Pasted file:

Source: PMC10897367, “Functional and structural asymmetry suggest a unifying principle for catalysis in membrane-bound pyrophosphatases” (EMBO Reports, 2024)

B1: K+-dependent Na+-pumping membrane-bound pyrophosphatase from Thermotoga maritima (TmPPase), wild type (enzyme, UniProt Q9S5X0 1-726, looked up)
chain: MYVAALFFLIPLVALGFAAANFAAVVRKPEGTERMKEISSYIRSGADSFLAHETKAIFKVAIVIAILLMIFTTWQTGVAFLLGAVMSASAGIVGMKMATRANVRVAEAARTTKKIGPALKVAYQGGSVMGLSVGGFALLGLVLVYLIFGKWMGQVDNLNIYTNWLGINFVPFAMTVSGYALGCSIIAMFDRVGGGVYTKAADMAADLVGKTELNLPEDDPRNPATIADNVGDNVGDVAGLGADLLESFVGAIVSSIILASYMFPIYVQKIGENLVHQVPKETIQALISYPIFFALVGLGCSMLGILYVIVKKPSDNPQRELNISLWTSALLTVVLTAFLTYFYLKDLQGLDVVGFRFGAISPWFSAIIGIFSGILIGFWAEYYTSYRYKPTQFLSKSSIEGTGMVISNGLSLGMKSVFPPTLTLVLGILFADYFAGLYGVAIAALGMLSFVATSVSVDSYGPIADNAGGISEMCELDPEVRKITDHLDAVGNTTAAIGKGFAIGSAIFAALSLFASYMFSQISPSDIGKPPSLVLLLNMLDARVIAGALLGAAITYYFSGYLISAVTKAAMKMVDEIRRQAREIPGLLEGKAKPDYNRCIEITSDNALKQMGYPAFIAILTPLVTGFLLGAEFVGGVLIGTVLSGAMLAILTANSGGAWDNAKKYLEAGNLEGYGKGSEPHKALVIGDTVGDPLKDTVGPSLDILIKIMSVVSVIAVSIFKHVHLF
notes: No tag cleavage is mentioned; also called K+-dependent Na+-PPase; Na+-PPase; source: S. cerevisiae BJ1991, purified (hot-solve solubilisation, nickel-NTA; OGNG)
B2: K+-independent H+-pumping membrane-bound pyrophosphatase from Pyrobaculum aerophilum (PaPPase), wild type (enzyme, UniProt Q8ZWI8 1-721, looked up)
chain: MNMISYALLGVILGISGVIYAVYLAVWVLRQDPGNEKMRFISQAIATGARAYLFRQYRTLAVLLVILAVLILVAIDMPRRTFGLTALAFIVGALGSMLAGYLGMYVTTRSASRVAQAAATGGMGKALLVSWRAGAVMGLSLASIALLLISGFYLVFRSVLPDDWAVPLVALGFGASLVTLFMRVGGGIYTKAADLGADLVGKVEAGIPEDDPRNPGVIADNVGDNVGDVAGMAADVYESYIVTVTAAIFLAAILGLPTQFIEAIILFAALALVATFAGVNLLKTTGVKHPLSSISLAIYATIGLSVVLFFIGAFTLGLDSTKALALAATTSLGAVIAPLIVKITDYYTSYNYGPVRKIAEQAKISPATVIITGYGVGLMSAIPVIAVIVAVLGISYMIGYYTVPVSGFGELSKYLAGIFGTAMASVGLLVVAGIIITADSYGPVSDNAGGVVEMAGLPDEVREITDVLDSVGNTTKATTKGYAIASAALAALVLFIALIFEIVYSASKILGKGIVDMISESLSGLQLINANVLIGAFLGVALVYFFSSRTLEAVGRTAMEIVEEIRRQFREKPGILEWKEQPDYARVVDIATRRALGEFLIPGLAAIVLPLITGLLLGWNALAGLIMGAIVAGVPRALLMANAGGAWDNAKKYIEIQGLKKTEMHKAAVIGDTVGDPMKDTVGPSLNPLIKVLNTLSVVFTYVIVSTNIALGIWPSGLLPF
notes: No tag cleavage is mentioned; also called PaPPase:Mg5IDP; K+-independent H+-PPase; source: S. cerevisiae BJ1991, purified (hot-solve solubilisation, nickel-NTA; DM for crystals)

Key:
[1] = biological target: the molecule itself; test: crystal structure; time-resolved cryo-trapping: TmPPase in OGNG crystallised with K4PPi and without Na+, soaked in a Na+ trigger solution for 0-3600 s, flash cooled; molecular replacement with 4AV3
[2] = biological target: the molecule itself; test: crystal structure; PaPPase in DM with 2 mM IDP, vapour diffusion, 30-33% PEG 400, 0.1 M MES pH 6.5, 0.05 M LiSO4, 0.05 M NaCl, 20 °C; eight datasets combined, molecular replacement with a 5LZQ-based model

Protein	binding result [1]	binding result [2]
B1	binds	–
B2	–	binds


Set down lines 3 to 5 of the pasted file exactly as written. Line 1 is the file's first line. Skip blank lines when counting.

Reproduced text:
chain: MYVAALFFLIPLVALGFAAANFAAVVRKPEGTERMKEISSYIRSGADSFLAHETKAIFKVAIVIAILLMIFTTWQTGVAFLLGAVMSASAGIVGMKMATRANVRVAEAARTTKKIGPALKVAYQGGSVMGLSVGGFALLGLVLVYLIFGKWMGQVDNLNIYTNWLGINFVPFAMTVSGYALGCSIIAMFDRVGGGVYTKAADMAADLVGKTELNLPEDDPRNPATIADNVGDNVGDVAGLGADLLESFVGAIVSSIILASYMFPIYVQKIGENLVHQVPKETIQALISYPIFFALVGLGCSMLGILYVIVKKPSDNPQRELNISLWTSALLTVVLTAFLTYFYLKDLQGLDVVGFRFGAISPWFSAIIGIFSGILIGFWAEYYTSYRYKPTQFLSKSSIEGTGMVISNGLSLGMKSVFPPTLTLVLGILFADYFAGLYGVAIAALGMLSFVATSVSVDSYGPIADNAGGISEMCELDPEVRKITDHLDAVGNTTAAIGKGFAIGSAIFAALSLFASYMFSQISPSDIGKPPSLVLLLNMLDARVIAGALLGAAITYYFSGYLISAVTKAAMKMVDEIRRQAREIPGLLEGKAKPDYNRCIEITSDNALKQMGYPAFIAILTPLVTGFLLGAEFVGGVLIGTVLSGAMLAILTANSGGAWDNAKKYLEAGNLEGYGKGSEPHKALVIGDTVGDPLKDTVGPSLDILIKIMSVVSVIAVSIFKHVHLF
notes: No tag cleavage is mentioned; also called K+-dependent Na+-PPase; Na+-PPase; source: S. cerevisiae BJ1991, purified (hot-solve solubilisation, nickel-NTA; OGNG)
B2: K+-independent H+-pumping membrane-bound pyrophosphatase from Pyrobaculum aerophilum (PaPPase), wild type (enzyme, UniProt Q8ZWI8 1-721, looked up)